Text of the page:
Figure 4: ‘OnConnect’ automatic tasking options

The control panel allows the operator to manipulate the target by right-clicking on the selected machine and choosing a command. This is where the operator can specify the method of attack: initiate the encryption for ransomware, drop a Monero miner, enable Remote Desktop Protocol (RDP), steal information/cryptocurrency, and more. Figures 5 and 6 show the options available to the operator for a given target.

Figure 5: Ransomware and other plugins for the target machine

Figure 6: Keylogging and persistence options for the targeted machine

The ransomware feature lets you customize the message as well as the image displayed. When the targeted host is encrypted with the ransomware aspect of this RAT, the file extensions are turned to ‘.Lime’. Figure 7 shows the customizable message and default image that displays to the client after the encryption has been initiated.

Figure 7: Lime RAT’s default ransomware message

The keylogging feature is not very advanced in what it collects. It can only collect what is entered by the keyboard and not what is auto-filled or added from the clipboard. The keylogger output does show a timestamp and which application the text was written in. Figure 8 shows the control panel output of a running keylogger module on a client infected with Lime RAT.

Figure 8: Collection of text from the keylogger module

As shown earlier in Figure 2, Lime RAT can spread like a worm. When the payload is built, the operator can specify the ‘USB spreading’ and ‘pinned task bar application spreading’ features be included within the payload. The USB spreading feature looks for any connected type 2 device and then attempts to replace any file with an executable version of Lime RAT. When doing this, Lime RAT will keep the original icon for the file that has now been infected. The spreading through the pinned task bar applications takes it one step further by replacing the shortcut path to which those icons are linked.

The ‘Thumbnail’ tab (Figure 9) within the control panel of Lime RAT is a screengrab of the infected machine. This screengrab can be turned on or off and has a timer that defaults to 5 seconds between screen grabs.

Figure 9: ‘Thumbnail’ tab that holds the screen grabs of the infected machines

Logging in Lime RAT is not nearly as advanced as we’ve seen in other RATs. As shown in the Figure 10, the ‘Logs’ tab only logs timestamps and IPs of connections and disconnections.

Figure 10: ‘Logs’ tab and the connections made

Lime RAT is an open source, well documented, .NET framework malware suite with multiple features that make it devastating when properly used. The ability for this malware to steal a wide range of valuable information, encrypt for ransom, and/or turn the target host into a bot with basic capabilities, mixed with an intuitive control panel display, makes it a likely choice for novice operators. The anti-virus evasion, anti-virtual machine feature, the small footprint, and encrypted communications would appeal to threat actors across the capability spectrum. The number one way to keep multivariate threats like Lime RAT from infecting a machine via a phishing campaign is to educate the end user on suspicious emails and attachments.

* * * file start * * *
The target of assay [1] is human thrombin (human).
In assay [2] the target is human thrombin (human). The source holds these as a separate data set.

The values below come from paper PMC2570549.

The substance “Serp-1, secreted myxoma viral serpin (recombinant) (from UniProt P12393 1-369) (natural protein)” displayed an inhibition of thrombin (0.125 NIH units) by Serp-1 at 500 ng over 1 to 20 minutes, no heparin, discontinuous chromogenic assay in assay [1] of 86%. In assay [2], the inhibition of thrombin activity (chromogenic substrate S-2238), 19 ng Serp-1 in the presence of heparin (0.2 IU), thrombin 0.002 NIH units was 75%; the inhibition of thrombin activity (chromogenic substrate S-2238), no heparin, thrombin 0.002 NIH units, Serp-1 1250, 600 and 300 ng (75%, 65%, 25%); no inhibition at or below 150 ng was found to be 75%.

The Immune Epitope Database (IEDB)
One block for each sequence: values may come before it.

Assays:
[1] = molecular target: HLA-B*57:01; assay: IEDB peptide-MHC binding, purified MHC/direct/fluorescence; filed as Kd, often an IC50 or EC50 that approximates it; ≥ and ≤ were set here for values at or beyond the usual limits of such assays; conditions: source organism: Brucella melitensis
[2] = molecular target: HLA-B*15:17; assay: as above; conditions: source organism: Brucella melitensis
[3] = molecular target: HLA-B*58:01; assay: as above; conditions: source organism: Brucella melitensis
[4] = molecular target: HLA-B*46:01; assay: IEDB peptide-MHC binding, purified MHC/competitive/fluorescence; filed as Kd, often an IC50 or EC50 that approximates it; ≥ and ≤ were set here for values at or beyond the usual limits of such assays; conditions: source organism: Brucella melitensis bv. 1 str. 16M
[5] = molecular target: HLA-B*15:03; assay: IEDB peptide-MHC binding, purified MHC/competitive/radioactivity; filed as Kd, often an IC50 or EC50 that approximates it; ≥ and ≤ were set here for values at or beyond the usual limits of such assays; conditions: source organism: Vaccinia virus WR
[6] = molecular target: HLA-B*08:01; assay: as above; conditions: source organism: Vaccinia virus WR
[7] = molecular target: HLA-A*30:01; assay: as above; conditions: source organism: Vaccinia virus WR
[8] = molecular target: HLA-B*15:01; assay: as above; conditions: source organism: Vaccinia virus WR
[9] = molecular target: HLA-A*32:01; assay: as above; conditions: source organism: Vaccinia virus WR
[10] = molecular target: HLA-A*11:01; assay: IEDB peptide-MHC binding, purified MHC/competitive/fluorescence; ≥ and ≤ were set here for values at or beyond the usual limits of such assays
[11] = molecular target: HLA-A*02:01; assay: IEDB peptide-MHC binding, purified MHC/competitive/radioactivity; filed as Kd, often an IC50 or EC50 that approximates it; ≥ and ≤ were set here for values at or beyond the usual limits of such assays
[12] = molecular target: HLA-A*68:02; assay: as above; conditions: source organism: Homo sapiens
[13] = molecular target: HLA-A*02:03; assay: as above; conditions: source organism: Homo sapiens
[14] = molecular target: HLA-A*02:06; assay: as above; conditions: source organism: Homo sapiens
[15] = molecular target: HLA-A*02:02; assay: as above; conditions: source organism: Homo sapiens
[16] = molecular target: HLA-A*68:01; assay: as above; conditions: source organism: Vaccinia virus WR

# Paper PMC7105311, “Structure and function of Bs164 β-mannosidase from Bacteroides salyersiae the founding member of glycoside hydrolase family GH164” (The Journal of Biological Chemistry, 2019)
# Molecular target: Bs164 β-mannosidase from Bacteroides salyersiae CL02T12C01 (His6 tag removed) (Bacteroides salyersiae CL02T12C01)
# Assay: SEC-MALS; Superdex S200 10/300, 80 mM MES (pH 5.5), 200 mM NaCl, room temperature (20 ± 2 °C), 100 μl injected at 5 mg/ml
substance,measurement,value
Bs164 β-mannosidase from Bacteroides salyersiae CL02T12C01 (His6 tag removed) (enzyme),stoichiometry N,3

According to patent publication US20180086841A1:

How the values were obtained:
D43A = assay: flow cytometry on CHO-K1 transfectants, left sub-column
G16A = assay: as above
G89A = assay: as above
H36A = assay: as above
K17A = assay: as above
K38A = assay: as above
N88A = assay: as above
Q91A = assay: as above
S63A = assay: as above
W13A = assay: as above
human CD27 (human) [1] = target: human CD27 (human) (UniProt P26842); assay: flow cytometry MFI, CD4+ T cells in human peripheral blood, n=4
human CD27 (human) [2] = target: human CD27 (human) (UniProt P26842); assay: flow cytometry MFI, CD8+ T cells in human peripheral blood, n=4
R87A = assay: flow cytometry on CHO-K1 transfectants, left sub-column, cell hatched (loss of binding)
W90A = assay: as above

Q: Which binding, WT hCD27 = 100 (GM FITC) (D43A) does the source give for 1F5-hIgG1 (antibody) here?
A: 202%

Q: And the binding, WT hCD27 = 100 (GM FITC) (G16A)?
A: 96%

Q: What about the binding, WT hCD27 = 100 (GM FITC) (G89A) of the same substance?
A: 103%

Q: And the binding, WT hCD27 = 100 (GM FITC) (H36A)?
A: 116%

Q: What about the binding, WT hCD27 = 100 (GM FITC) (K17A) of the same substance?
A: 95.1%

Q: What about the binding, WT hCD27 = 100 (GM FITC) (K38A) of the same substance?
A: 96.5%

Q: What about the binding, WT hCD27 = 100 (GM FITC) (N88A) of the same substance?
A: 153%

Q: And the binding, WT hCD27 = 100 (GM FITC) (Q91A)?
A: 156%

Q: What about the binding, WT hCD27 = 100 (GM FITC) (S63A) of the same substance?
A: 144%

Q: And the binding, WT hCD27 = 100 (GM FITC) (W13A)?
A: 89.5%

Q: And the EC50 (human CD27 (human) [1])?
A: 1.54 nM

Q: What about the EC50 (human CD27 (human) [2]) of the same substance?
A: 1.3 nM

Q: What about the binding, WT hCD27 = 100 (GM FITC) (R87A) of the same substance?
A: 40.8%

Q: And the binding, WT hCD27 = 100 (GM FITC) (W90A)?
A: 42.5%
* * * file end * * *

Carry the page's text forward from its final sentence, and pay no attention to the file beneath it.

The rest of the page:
To stay ahead of emerging phishing and malware trends, sign up for free Cofense Threat Alerts.

 

All third-party trademarks referenced by Cofense whether in logo form, name form or product form, or otherwise, remain the property of their respective holders, and use of these trademarks in no way indicates any relationship between Cofense and the holders of the trademarks.

Finding the Whole Phishing Attack: Problems and Solution

Mitigating a phishing attack is a little like zapping termites. If you don’t eliminate the whole problem, trouble continues to breed.

To help, CofenseTM has announced the general availability of Cofense VisionTM. We knew that existing email search and quarantine tools weren’t fast enough, making it hard for the SOC to find and remove every phish.

Integrated with the latest release of Cofense TriageTM, Cofense Vision lets incident responders see the entire phishing attack, including emails not reported by users. With a single click, the SOC can quarantine every bad email and stop the attack in its tracks.

Cofense Vision copies and stores all emails in the customer’s cloud, so the SOC can look for a phishing campaign without creating more work for the email team. The solution also provides a compliant, auditable workflow.

Let’s take a closer look at some of the problems it solves.

“Searching takes too long.”

Every day, phishing emails bypass perimeter defenses to land in users’ inboxes. As the Cofense Phishing Defense Center has reported, 1 in 7 reported emails is malicious. In 2018 alone, for example, our team found over 55,000 credential phishing attacks. A single well-crafted phish can cost a business big. It’s critical to perform searches quickly and efficiently, especially since threat actors are more creative in evading network security with polymorphism, encryption, and obfuscated malware.

But traditional native tools, Powershell, for instance, make email searching complex and extremely time-consuming. To search and purge with Powershell you’re limited to 50,000 mailboxes. If the mail environment is larger, you have to create multiple searches.

You also have to build searches for multiple senders or multiple subject lines, which complicates the hunt and slows it even more. It’s also tough to know that you’re hitting every mailbox and not missing any threats.